A toxic environment at home distorts a child view of relationships in various way, explains Orihuela. First, they learn that if somebody loves them, they can be violent. Secondly, they internalize that anyone with certain authority can humiliate them and mistreat them. And lastly, for a lack of communication abilities, violence becomes a way to solve conflicts.
Evidence shows that children living in homes with domestic violence are at increased risk of becoming aggressors or victims in the future. The priority in psychological therapy is to deconstruct these beliefs, otherwise, they will carry them throughout their lives and in all their relationships, Ms Orihuela says.
Building resilience and self-confidence
In the Peruvian system, once a domestic violence report is filed in a Women’s Emergency Centre, psychological therapy is usually mandatory for parents to keep their children. Unfortunately, the services offered by the state are insufficient, there is a high demand and a loss in quality. A child abuse victim receives only three to five sessions with a counsellor in a public health institution before the case is closed.
SOS Children’s Villages Perú works in alliance with the state to offer support to avoid family separation. Besides legal guidance and capacity building in parental skills and economic independence, they work in partnership with private institutions to offer psychological therapy to families who have suffered domestic violence.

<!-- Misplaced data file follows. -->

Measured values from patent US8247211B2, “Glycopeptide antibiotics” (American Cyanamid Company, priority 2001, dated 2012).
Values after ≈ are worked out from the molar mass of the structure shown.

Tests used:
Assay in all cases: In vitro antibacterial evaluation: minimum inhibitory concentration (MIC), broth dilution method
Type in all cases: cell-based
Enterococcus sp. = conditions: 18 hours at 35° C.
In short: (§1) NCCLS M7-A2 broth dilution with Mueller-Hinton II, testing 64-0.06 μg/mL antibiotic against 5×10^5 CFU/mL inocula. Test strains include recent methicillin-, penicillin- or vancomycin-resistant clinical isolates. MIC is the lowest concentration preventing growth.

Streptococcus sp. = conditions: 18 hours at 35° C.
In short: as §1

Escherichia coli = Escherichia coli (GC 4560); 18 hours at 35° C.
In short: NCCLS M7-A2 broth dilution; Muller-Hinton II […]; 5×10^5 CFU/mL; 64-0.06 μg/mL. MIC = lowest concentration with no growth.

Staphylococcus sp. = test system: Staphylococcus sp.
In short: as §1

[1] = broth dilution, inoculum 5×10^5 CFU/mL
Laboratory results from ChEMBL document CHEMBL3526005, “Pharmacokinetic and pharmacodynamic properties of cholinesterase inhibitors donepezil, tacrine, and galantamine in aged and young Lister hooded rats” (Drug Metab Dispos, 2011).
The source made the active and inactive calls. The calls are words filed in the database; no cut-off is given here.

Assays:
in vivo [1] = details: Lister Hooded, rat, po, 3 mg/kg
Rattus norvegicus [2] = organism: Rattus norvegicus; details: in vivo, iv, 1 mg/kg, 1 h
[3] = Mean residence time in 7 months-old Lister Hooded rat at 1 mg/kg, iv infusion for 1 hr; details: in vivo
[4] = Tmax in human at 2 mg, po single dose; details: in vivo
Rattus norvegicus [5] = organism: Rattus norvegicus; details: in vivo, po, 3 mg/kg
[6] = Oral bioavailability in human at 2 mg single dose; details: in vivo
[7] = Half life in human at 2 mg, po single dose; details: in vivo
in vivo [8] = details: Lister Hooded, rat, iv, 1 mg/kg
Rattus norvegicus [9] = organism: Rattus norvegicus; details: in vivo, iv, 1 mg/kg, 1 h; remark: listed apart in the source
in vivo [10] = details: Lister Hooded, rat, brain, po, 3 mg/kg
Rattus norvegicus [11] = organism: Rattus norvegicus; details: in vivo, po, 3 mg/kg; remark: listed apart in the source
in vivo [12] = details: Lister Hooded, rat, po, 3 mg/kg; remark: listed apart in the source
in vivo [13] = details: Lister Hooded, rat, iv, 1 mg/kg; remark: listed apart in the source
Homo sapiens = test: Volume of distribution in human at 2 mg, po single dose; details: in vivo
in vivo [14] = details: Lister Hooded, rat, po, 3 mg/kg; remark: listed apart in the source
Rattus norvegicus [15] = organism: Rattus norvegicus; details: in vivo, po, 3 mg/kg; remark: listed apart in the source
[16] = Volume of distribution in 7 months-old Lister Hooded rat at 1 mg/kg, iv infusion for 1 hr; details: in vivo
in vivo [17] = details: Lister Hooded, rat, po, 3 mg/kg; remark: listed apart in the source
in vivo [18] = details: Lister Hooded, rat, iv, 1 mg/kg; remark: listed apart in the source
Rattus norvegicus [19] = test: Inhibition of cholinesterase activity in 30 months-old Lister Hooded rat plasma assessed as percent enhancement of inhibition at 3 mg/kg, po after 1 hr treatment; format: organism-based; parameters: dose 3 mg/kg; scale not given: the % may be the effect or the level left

Marcela and her children all undertook weekly individual psychological therapy for six months, while they received home visits from Lili Ñuñez, an SOS family advisor who’s aim was to offer support and assurance. The children also attended the “Older brother” initiative at the SOS Social centre, where they received academic reinforcement after school and art or music lessons.
“All of these helped the children develop self-confidence and resilience,” says Ms. Ñuñez. “Also, through the workshops organised at the SOS social centre for the families in the communities, we improved their bonds and communication with their mother.”
The children’s father is free and does not pay child support. Marcela is fearful. She keeps the children close and refuses to leave them alone for too long. She sells cosmetics by catalogue and works as a home nurse for the elderly a few hours a day.
Paul eventually overcame his depression. He will finish school this year and wants to become a doctor to protect and heal others. Lucy is healthy and full of energy and little Gabo quickly improved his language abilities with early stimulation at the SOS Social Centre.
Today Ana shows her new home proudly. She is happy they have a home of their own and feels safe. In the future, she wishes to become a nurse like her mother. “My mother is my example of courage and love, I want to become a nurse like her,” she says.
*Names changed to protect privacy
**All social activities in the region are suspended due to the Covid19 pandemic. The field colleagues are constantly in contact with the families in the communities to provide guidance and support.